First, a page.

A few days ago a few verses of a poem by Ibn al-Farid were posted, and it might be helpful to say something abut the imagery and symbolism.
Central to these verses is the idea of intoxication, meaning a state of freedom from the cares of the world, and from the heavy burden of self. The poet visits a tavern with companions, but he tells us that it is not the wine that has lifted him above the world, but the glimpse of a face. Therefore his eye becomes like the palm of the saki, the one who hands round the wine; what his eye offers him gives more intoxication than the wine–the head-spinning inebriation of love, and the glass or cup from which he drinks is that same face that he sees.
To be effective, poetic imagery has to present an experience that one has had–or that one can imagine–in a way that illustrates another layer of meaning. So, even if we have not sat in a tavern with a group of companions and had our heart broken open by a glance across the room, we can imagine such an event. But if we examine the poem on a spiritual level, we might be left with a question. Sufis often speak of wine as a metaphor for Divine love; it is love that makes us forget ourselves, and love that lifts us above the world. If the poet’s companions were drinking that wine of love, then, what happened to al-Farid? He fell in love without drinking wine–so what is he trying to tell us?
Although it is only incidental to the powerful message of the poem, this point tells us something important about the spiritual journey: that there are stages, and that arriving at a stage of happy ‘drunkenness,’ for example, although certainly an evolutionary advance from what we may have been before, does not mean that we have reached the ultimate goal. No doubt the companions of the tavern felt love, but the poet had a glimpse of the divine face of Beauty, a finer, more direct perception of Reality.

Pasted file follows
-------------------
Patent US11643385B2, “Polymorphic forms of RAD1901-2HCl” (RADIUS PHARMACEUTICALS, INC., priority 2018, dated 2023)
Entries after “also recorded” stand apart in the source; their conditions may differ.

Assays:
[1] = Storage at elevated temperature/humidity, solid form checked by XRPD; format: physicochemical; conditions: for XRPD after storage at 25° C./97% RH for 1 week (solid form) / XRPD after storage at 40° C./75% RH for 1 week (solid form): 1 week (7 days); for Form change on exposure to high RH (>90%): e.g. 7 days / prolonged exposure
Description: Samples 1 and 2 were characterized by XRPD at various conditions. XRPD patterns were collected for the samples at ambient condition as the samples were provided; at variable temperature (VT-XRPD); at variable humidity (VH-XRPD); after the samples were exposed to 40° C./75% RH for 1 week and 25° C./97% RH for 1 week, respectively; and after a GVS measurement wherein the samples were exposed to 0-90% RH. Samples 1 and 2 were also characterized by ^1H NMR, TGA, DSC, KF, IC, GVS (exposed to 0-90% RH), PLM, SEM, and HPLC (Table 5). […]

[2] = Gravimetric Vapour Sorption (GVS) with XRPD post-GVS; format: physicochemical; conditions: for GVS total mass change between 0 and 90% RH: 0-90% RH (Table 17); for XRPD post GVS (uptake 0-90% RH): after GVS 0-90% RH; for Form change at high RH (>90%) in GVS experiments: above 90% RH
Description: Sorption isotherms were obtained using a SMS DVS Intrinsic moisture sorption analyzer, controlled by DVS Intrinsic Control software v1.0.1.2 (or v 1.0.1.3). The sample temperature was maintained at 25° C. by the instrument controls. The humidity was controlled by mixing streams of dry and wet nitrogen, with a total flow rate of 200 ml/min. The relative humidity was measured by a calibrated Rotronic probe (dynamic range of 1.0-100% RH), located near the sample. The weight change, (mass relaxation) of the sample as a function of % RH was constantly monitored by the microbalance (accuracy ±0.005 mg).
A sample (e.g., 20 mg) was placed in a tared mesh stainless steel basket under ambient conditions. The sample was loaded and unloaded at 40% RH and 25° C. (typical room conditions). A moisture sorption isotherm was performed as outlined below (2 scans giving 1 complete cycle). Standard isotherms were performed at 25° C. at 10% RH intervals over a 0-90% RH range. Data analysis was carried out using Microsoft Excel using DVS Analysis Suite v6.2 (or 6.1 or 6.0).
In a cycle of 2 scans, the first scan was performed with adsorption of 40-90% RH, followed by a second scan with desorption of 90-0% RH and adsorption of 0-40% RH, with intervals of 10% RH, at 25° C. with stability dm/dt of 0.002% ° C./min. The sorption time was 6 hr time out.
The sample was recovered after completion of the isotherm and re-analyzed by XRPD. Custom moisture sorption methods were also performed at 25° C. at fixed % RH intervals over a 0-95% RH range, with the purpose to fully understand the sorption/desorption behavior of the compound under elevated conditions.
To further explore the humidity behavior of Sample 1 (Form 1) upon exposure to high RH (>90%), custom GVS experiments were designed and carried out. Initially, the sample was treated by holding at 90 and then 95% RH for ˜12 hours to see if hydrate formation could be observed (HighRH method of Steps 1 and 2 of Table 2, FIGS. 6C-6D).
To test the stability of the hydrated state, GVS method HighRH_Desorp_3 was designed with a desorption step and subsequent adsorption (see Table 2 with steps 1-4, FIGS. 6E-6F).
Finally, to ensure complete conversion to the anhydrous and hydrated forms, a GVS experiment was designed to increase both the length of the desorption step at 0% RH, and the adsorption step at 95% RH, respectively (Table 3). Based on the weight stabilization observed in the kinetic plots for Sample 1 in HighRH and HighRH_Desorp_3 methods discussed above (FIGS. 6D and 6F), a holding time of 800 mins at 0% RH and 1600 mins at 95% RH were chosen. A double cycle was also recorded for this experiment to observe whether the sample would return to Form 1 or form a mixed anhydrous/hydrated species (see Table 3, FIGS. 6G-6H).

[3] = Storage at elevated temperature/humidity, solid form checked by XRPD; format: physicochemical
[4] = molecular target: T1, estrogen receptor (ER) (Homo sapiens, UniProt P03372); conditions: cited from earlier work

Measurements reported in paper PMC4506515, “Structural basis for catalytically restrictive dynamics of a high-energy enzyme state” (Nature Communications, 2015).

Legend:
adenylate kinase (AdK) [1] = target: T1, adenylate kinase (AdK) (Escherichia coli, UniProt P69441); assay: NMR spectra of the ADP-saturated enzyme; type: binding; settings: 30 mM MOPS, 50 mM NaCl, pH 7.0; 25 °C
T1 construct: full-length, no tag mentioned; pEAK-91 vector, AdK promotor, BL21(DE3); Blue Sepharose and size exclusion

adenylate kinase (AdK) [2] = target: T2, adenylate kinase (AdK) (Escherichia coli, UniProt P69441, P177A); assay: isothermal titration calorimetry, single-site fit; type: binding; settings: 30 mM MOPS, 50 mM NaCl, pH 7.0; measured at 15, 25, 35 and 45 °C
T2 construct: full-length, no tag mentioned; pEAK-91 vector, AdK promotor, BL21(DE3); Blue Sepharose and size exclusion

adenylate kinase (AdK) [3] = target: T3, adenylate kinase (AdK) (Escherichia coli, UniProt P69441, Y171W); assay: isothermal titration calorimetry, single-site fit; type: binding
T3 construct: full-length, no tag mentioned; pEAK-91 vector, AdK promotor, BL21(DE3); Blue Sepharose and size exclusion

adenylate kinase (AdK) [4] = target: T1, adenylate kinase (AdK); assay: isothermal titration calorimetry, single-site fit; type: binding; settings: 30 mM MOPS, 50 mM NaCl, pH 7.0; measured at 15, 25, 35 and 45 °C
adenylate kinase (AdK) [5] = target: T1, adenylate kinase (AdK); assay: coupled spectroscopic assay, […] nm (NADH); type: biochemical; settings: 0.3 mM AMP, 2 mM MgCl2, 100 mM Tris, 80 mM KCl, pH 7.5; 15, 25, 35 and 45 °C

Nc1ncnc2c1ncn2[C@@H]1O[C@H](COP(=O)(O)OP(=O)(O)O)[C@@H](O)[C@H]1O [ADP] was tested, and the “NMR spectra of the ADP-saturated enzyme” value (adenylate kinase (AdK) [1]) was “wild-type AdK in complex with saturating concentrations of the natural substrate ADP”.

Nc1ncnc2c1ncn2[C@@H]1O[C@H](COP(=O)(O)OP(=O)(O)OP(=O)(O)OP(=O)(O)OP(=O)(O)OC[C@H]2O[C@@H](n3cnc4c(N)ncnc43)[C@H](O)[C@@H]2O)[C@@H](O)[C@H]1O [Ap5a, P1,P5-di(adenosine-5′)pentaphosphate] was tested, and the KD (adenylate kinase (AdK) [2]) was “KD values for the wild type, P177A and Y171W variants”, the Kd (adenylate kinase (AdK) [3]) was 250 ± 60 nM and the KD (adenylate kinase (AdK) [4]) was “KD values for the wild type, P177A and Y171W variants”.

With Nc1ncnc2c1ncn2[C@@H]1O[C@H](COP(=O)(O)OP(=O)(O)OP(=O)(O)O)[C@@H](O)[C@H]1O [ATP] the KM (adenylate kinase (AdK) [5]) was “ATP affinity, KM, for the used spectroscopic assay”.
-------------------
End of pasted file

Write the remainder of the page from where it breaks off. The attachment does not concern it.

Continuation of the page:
The good student never assumes he has mastered a subject; there is always a further stage. This idea is put very beautifully by Hazrat Inayat Khan in this verse from Vadan, Alankaras:
My ears closed to the disturbing noise of the world,
My eyes turned from all
that was calling me on the Way,
My heart beating the rhythm
of my ever-rising aspiration,
And my blazing soul guiding me on the path,
I made my way through the space.
I went through the thick forests of perpetual desire,
I crossed the running rivers of longing.
I passed through the deserts of silent suffering,
I climbed the steep hills of continual strife.
Feeling ever some presence in the air, I asked,
“Are you there, my love?”
And a voice came to my ears, saying,
“No, still further am I.”